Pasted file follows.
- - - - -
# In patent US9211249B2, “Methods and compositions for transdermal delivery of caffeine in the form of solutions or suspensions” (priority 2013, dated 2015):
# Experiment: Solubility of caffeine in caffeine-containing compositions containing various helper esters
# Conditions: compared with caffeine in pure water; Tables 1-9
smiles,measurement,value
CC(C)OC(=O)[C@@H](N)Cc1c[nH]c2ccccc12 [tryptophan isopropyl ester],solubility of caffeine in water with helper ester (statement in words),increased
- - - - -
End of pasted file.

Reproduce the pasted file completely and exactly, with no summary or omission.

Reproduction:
# In patent US9211249B2, “Methods and compositions for transdermal delivery of caffeine in the form of solutions or suspensions” (priority 2013, dated 2015):
# Experiment: Solubility of caffeine in caffeine-containing compositions containing various helper esters
# Conditions: compared with caffeine in pure water; Tables 1-9
smiles,measurement,value
CC(C)OC(=O)[C@@H](N)Cc1c[nH]c2ccccc12 [tryptophan isopropyl ester],solubility of caffeine in water with helper ester (statement in words),increased